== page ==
High recursive client counts

Cathy Almond cathya at isc.org
Tue Mar 25 17:34:39 UTC 2014

On 25/03/2014 16:14, Jason Brandt wrote:
> Mike,
>   I appreciate your insight here.  We are indeed on virtual systems,
> using enterprise grade hardware as well.  I will be doing more
> investigation today, to see if I can duplicate the behavior, which I
> have been able to do recently.
> Your VM vs Physical point is the thing that got me head scratching.  As
> I stated, this is a new system, replacing our old resolvers; however,
> even though I've had 2 different types of software doing resolution on
> our old servers, they were actual physical machines.  Load in VMWare
> monitoring shows what you'd normally expect, that the system isn't being
> taxed heavily, network usage is fairly low.  To us, it seems like an
> application configuration issue.  I could definitely see it being a VM
> issues of some sort too though, with the strange way it's behaving.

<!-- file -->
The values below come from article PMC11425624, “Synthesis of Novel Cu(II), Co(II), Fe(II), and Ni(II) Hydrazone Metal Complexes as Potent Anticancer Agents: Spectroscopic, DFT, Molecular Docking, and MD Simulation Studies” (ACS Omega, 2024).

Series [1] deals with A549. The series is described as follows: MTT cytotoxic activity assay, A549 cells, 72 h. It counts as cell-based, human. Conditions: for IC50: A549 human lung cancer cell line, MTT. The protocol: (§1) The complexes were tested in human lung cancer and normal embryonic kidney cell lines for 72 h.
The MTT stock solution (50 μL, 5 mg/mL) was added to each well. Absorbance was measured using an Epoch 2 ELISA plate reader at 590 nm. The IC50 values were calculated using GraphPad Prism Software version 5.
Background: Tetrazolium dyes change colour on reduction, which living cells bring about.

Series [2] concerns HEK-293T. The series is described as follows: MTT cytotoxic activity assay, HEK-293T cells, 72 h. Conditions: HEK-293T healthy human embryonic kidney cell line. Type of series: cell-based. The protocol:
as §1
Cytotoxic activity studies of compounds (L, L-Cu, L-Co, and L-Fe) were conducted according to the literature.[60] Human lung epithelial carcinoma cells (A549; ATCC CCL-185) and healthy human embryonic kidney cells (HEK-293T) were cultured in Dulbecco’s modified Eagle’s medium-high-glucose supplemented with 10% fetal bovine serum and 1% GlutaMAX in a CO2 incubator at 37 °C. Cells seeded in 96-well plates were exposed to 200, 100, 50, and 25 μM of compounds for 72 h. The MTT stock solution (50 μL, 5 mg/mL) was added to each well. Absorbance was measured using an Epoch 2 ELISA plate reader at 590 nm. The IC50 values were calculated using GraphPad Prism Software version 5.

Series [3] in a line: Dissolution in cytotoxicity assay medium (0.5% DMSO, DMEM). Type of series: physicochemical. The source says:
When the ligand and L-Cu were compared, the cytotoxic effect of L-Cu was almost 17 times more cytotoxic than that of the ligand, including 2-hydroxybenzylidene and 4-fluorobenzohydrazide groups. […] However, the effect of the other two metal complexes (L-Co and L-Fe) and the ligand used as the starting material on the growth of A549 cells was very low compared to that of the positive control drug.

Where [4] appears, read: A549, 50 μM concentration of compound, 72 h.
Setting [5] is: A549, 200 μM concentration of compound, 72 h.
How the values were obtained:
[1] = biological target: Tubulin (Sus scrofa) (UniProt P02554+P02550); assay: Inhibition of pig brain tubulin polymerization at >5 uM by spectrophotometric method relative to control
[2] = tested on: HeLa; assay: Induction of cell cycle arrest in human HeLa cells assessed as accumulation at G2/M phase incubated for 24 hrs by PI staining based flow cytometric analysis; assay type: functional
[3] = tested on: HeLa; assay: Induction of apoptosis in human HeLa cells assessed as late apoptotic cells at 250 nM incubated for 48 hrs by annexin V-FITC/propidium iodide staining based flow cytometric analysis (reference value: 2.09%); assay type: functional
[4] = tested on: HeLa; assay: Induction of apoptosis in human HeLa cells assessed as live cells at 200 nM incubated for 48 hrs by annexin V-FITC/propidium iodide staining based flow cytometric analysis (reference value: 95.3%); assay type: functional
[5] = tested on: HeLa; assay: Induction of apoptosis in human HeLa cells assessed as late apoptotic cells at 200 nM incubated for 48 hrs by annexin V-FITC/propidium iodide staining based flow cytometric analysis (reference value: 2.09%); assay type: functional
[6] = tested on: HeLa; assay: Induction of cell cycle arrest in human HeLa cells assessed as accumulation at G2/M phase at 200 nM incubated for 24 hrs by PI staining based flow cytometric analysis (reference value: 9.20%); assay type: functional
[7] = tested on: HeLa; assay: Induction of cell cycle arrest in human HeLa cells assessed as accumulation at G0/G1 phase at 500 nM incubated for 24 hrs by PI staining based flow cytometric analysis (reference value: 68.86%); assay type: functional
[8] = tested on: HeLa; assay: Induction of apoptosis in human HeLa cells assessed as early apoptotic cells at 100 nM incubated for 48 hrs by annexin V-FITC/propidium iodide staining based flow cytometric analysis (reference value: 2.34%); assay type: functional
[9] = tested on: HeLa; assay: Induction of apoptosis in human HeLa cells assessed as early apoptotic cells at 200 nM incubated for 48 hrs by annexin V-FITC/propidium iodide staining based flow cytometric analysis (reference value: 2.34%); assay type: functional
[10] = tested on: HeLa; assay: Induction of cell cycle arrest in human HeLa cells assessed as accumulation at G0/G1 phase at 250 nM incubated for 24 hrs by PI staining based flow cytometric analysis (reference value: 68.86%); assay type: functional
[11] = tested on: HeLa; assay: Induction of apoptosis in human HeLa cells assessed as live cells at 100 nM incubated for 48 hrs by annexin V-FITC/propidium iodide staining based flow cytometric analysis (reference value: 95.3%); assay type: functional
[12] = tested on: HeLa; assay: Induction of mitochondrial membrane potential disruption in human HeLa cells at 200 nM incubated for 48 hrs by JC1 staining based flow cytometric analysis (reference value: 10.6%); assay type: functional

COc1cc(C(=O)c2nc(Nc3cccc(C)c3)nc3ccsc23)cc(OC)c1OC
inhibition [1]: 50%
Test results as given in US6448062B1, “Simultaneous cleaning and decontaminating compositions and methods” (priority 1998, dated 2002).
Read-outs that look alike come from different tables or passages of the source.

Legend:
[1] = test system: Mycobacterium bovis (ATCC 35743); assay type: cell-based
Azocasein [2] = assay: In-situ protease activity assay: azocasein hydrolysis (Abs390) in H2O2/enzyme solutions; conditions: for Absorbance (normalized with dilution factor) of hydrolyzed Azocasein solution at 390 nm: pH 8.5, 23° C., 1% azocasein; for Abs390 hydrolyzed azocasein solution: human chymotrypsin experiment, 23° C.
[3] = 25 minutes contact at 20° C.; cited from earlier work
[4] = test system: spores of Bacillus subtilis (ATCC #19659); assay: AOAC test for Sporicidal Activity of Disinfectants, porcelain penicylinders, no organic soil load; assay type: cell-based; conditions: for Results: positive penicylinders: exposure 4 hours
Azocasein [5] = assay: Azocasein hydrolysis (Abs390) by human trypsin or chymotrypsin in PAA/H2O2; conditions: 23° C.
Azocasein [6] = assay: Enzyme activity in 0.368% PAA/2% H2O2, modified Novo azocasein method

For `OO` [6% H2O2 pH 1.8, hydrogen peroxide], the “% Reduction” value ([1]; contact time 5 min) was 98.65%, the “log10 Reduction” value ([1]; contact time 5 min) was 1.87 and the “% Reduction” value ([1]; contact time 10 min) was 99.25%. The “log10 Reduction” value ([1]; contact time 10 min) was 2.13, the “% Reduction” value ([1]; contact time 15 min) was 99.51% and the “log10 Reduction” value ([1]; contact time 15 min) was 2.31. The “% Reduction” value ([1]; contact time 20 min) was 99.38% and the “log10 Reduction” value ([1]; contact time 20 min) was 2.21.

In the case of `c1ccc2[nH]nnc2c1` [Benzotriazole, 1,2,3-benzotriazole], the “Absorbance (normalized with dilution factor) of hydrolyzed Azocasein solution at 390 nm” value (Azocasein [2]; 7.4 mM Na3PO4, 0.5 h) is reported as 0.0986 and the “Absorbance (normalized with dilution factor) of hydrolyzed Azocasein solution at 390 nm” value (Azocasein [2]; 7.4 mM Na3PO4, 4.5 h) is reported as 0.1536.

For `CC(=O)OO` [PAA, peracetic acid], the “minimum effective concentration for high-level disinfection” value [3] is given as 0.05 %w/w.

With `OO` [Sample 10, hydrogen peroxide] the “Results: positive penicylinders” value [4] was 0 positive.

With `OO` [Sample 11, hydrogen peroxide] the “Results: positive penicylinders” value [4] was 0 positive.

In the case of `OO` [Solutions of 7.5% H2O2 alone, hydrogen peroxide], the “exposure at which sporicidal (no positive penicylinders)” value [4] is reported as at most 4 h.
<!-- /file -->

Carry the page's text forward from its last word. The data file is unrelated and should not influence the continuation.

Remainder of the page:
> I'll keep digging and debugging, to see if I can come up with more
> detail and correlate results to try and come up with a common theme/cause.
> Thank you for your help.
> On Tue, Mar 25, 2014 at 10:52 AM, Mike Hoskins (michoski)
> <michoski at cisco.com <mailto:michoski at cisco.com>> wrote:
>     Hi Jason,
>     I've experienced similar things in the past on 9.8.  Since then we've
>     moved to the latest 9.9, but don't think this is at all version specific
>     (that said, you could obviously try upgrading).  I don't have an exact
>     solution for you, but some ideas of things to check and personal
>     experiences which might help you.
>     Are the servers in question VM or bare metal?  Several years back we
>     made
>     a big push to virtualize everything, and after migrating recursive
>     DNS it
>     worked great for awhile...as sites grew we hit a tipping point where
>     VM-based resolvers seemed to introduce additional query latency.  These
>     servers were running far below BIND's capabilities, not taxing virtual
>     resources, optimized per all available BIND/OS/virtualization knobs, and